Liberty As God’s Gift: A Christmas Reflection On The Legacy Of Frederic Bastiat

Por Alejandro Chafuen: Publicado el 24/12/15 en:


Christmas is an ideal day to reflect about liberty. Frederic Bastiat (1801-1850), the author of “The Law,” one of the most widely read and translated books about liberty, is acclaimed by lovers of free enterprise. Awards and associations across the United States and the world, such as the Bastiat Society, are named after him. Christmas is also an important day to highlight a major aspect, usually neglected, of the philosophy of this French writer and political economist: his grounding on God.

Bastiat’s “The Law,” starts with a recognition of God as the source, and ends with and acknowledgment of the connection between God and liberty. In the second paragraph of this work he writes: “We hold from God the gift that, as far as we are concerned, contains all others, Life—physical, intellectual, and moral life. But life cannot support itself. He who has bestowed it, has entrusted us with the care of supporting it, of developing it, and of perfecting it. To that end, He has provided us with a collection of wonderful faculties; He has plunged us into the midst of a variety of elements.”

Frederic Bastiat died on Christmas Eve, 1850, in Rome, where he is buried in the Church of St. Louis of the French. (Photo montage and info-graphic by Adriana Peralta)

Frederic Bastiat died on Christmas Eve, 1850, in Rome, where he is buried in the Church of St. Louis of the French. (Photo montage and info-graphic by Adriana Peralta)

He was not a utopian, his view of man was that of a fallible being. He condemned “unintelligent egoism” as a cause for the perversion of law. Fallen human nature leads some:

To live and to develop … at the expense of one another. This is no rash imputation, emanating from a gloomy, uncharitable spirit. History bears witness to the truth of it, by the incessant wars, the migrations of races, sectarian oppressions, the universality of slavery, the frauds in trade, and the monopolies with which its annals abound. This fatal disposition has its origin in the very constitution of man—in that primitive, and universal, and invincible sentiment that urges it towards its well-being, and makes it seek to escape pain.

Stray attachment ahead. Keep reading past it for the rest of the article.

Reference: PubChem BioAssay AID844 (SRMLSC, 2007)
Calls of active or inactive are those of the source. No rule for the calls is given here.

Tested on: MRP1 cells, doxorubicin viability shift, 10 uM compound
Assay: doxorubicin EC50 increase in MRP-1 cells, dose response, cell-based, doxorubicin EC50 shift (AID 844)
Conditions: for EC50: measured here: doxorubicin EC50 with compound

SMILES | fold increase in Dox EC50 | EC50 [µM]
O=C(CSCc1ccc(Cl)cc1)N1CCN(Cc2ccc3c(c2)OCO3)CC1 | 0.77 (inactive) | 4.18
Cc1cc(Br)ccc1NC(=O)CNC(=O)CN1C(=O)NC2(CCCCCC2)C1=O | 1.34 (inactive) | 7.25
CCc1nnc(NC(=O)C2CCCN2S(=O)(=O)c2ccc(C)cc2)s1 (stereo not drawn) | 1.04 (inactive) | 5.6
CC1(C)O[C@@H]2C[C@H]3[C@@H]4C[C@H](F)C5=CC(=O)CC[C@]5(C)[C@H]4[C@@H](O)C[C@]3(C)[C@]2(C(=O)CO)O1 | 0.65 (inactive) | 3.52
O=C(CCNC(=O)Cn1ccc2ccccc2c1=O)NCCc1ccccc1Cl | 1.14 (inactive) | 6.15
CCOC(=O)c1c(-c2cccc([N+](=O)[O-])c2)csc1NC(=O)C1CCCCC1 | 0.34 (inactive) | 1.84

Economic incentives, especially protection of private property, can be very powerful: “Wherever plunder is less burdensome than labor, it prevails; and neither religion nor morality can, in this case, prevent it from prevailing.” It is the responsibility of human beings to work to develop a system of law that respects human nature, and protects the most important economic institution: private property. This is consistent with his Christian belief. For Bastiat, societies that respect property are also those “where the thought of God prevails the most over the inventions of men.” He cautioned that “when human institutions infringe on divine laws, not only error, but evil is the result; but this evil deviates and falls on people whom it should never have injured.”